Although this isn’t the original Fraunces Tavern building, where Washington bade farewell to his officers at the end of the Revolutionary war in 1783, this building does date to 1907, which isn’t too shabby.
This is an example of the most common variety of Bishops Crook. In the 1934 System Electric Companies: Photographs of Street Lighting Equipment pamphlet, it is designated Post #24A.
The term ‘castiron’ is not completely true for this post, since only the lower 13 feet are castiron. The top portion is a combination of curved pipe and attached castings.
The crossbar and shaft garland are absent.
Most of the new Bishops Crook knockoffs appearing on NYC streets for the last decade are modeled on the 24A! However, a garland design has been added to the shaft on these new posts.
Bishop Crook with simplified scrollwork, West 18th Street between 5th and 6th Avenues, 1982. After a traffic mishap, it was replaced with a hexagonal shaft pole. This lamppost was removed about 1981.
Some bishop’s crooks turn up where you’d least expect them to. This one is at Broadway between Kimberley Place and West 230th Street in the Kingsbridge section of the Bronx. It was one of a whole army of such poles that lined Broadway in the area, but this is the last one left.
The luminaire has a rare extended reflector bowl, once common on cuplight-type luminaires like this one. Newer ‘retro-crooks’ have revived the practice.
No wonder the crook has been undisturbed: it is under the aegis of a protective agency.
Note the original New York Edison symbol, matching the one above in City Hall Park.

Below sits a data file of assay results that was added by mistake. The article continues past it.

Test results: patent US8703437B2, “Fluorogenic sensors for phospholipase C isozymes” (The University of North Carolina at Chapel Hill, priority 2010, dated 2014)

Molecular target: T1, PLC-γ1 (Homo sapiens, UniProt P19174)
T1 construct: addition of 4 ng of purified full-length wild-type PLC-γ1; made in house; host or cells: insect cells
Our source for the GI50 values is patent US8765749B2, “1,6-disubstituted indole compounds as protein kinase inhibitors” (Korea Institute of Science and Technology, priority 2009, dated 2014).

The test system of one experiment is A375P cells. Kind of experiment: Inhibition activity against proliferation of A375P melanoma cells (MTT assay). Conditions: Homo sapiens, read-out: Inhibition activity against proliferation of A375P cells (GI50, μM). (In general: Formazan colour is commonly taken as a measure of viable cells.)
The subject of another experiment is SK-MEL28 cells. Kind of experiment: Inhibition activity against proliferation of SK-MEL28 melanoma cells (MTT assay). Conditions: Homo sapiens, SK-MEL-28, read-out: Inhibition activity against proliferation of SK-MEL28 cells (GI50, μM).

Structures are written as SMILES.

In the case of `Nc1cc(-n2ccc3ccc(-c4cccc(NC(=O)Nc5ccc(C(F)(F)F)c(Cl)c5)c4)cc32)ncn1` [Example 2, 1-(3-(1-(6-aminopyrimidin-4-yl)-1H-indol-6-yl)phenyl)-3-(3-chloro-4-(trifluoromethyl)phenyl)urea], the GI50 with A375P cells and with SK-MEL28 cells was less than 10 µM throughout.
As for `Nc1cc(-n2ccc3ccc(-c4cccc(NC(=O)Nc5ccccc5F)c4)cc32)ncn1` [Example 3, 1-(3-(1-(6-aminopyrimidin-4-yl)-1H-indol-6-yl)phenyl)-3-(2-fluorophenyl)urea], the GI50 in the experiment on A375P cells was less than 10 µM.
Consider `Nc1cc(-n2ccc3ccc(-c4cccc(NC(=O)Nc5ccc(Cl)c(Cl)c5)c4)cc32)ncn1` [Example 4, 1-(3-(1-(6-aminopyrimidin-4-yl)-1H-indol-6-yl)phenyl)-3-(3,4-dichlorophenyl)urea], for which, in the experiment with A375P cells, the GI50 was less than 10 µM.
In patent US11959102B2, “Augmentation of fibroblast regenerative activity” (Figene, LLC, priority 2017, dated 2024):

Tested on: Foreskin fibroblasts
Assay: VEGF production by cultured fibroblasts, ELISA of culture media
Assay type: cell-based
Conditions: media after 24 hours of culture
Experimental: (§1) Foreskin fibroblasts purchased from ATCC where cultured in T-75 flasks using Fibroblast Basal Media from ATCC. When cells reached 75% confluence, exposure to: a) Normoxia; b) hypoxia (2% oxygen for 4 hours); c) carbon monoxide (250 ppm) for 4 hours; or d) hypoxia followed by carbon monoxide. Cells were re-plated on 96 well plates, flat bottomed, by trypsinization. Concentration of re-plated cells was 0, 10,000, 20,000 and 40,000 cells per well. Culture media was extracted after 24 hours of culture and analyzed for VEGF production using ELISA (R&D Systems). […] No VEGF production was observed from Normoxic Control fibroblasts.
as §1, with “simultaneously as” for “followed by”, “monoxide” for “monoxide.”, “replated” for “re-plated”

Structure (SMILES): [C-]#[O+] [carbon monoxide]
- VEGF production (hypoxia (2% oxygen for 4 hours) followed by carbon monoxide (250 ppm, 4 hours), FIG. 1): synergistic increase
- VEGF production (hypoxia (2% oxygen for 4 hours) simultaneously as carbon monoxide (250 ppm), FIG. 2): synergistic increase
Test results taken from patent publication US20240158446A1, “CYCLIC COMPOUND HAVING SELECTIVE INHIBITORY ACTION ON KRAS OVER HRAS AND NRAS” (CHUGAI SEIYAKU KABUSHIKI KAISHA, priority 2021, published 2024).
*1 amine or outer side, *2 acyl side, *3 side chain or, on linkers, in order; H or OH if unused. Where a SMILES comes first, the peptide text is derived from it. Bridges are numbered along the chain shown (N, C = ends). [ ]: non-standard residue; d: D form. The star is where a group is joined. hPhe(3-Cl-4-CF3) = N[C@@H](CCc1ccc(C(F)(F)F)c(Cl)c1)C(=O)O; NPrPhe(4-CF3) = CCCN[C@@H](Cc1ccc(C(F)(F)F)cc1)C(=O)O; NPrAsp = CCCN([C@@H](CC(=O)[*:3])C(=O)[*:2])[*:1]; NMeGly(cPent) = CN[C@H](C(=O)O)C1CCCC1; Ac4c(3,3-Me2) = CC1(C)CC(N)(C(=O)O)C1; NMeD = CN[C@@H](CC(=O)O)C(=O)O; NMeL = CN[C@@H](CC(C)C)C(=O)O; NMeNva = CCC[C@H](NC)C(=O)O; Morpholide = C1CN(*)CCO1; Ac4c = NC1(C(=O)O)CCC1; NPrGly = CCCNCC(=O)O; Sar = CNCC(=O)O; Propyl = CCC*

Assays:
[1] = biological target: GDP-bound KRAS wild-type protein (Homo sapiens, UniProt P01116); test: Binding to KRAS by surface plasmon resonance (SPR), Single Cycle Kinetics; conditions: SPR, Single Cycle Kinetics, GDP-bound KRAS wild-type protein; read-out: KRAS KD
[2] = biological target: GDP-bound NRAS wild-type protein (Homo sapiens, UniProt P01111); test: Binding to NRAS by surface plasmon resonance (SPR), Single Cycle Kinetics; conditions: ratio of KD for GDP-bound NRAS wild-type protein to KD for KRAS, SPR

Here are the remains of a Bishops Crook that met with a mishap sometime in the recent past. The city was forced to improvise, and what’s left is a unique pole that has a style all its own. Unfortunately, you have to deduct points for the ugly modern bucket sodium light. This pole stands at Hudson and Duane Streets in Soho.
The sign on the pole is both a graphic description and a regular sign pointing the way to the Holland Tunnel.
In 2010, the City finally got around to giving this banged-up post a fresh crook piece.
New bishop crook posts, installed in the 1980s, line this part of East 51st Street and Beekman Place. This one, however, is an original one that has been polished and spiffed up to standard.
How can you tell it’s an older pole? The special molding on the arm that holds the orange fire alarm light isn’t used on the newer models.
Beekman Place was the long-time residence of one of America’s greatest popular music composers, Irving Berlin.
This truncated Bishop is on Steinway Street near 31st Avenue. It was most likely purchased by a restaurateur and placed there some years ago. The bulb works, probably wired from inside the restaurant.
It was most likely truncated by the restaurant owner, or was one of the ‘dwarf’ lamppots along streets under elevated railroads.
It still bears its original ‘humpback’ street sign brackets, although only one of the original signs.
An ancient relic of bygone days in Long Island City. Sure looks like it, doesn’t it?
Alas, it’s a temporary prop installed to give ambience to external street scenes being filmed by Woody Allen. This pole was on 23rd Street in December 1998.
In late 1998, a new wrinkle in the Bishop Crooks saga appeared, as the city began installing sodium luminaries on the previously sacrosanct poles. These poles appeared primarily on Nassau Street and in the City Hall area. Perhaps the city ran out of the usual decorative bell-shaped fixtures! These were mostly removed and replaced by bell fixtures in the spring of 1999.